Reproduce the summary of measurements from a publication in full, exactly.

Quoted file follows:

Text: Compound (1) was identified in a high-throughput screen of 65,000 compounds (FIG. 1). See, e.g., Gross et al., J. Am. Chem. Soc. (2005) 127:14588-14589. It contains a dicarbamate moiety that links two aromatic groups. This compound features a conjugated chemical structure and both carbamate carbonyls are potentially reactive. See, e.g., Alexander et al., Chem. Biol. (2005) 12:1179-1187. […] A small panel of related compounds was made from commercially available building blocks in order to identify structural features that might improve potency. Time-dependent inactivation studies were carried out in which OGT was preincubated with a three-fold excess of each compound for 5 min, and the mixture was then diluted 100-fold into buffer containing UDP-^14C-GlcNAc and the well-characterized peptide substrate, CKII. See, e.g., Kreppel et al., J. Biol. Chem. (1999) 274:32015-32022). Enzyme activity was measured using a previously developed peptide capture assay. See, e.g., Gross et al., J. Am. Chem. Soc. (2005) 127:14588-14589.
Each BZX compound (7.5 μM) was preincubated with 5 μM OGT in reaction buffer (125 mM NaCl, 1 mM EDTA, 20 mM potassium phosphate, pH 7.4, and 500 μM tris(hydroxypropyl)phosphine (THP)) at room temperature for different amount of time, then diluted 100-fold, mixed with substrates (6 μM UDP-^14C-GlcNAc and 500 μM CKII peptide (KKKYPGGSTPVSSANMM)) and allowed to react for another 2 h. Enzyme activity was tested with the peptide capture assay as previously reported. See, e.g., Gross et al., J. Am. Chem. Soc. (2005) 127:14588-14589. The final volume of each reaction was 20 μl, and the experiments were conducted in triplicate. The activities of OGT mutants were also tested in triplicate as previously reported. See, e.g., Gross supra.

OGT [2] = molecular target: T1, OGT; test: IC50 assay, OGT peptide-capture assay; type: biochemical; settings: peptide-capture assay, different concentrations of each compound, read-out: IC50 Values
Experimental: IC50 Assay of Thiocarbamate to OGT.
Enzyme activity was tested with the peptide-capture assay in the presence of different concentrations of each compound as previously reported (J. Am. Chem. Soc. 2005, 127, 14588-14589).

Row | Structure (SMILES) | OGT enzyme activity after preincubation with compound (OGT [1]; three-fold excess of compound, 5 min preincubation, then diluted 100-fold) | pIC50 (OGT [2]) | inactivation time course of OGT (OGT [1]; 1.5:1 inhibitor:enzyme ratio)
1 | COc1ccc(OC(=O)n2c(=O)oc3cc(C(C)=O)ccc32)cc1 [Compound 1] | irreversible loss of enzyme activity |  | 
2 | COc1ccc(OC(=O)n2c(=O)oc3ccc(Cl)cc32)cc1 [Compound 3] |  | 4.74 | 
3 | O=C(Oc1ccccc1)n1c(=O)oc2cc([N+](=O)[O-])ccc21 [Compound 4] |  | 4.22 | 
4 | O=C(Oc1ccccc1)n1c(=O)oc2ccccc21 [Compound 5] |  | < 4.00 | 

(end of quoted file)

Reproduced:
Text: Compound (1) was identified in a high-throughput screen of 65,000 compounds (FIG. 1). See, e.g., Gross et al., J. Am. Chem. Soc. (2005) 127:14588-14589. It contains a dicarbamate moiety that links two aromatic groups. This compound features a conjugated chemical structure and both carbamate carbonyls are potentially reactive. See, e.g., Alexander et al., Chem. Biol. (2005) 12:1179-1187. […] A small panel of related compounds was made from commercially available building blocks in order to identify structural features that might improve potency. Time-dependent inactivation studies were carried out in which OGT was preincubated with a three-fold excess of each compound for 5 min, and the mixture was then diluted 100-fold into buffer containing UDP-^14C-GlcNAc and the well-characterized peptide substrate, CKII. See, e.g., Kreppel et al., J. Biol. Chem. (1999) 274:32015-32022). Enzyme activity was measured using a previously developed peptide capture assay. See, e.g., Gross et al., J. Am. Chem. Soc. (2005) 127:14588-14589.
Each BZX compound (7.5 μM) was preincubated with 5 μM OGT in reaction buffer (125 mM NaCl, 1 mM EDTA, 20 mM potassium phosphate, pH 7.4, and 500 μM tris(hydroxypropyl)phosphine (THP)) at room temperature for different amount of time, then diluted 100-fold, mixed with substrates (6 μM UDP-^14C-GlcNAc and 500 μM CKII peptide (KKKYPGGSTPVSSANMM)) and allowed to react for another 2 h. Enzyme activity was tested with the peptide capture assay as previously reported. See, e.g., Gross et al., J. Am. Chem. Soc. (2005) 127:14588-14589. The final volume of each reaction was 20 μl, and the experiments were conducted in triplicate. The activities of OGT mutants were also tested in triplicate as previously reported. See, e.g., Gross supra.

OGT [2] = molecular target: T1, OGT; test: IC50 assay, OGT peptide-capture assay; type: biochemical; settings: peptide-capture assay, different concentrations of each compound, read-out: IC50 Values
Experimental: IC50 Assay of Thiocarbamate to OGT.
Enzyme activity was tested with the peptide-capture assay in the presence of different concentrations of each compound as previously reported (J. Am. Chem. Soc. 2005, 127, 14588-14589).

Row | Structure (SMILES) | OGT enzyme activity after preincubation with compound (OGT [1]; three-fold excess of compound, 5 min preincubation, then diluted 100-fold) | pIC50 (OGT [2]) | inactivation time course of OGT (OGT [1]; 1.5:1 inhibitor:enzyme ratio)
1 | COc1ccc(OC(=O)n2c(=O)oc3cc(C(C)=O)ccc32)cc1 [Compound 1] | irreversible loss of enzyme activity |  | 
2 | COc1ccc(OC(=O)n2c(=O)oc3ccc(Cl)cc32)cc1 [Compound 3] |  | 4.74 | 
3 | O=C(Oc1ccccc1)n1c(=O)oc2cc([N+](=O)[O-])ccc21 [Compound 4] |  | 4.22 | 
4 | O=C(Oc1ccccc1)n1c(=O)oc2ccccc21 [Compound 5] |  | < 4.00 | 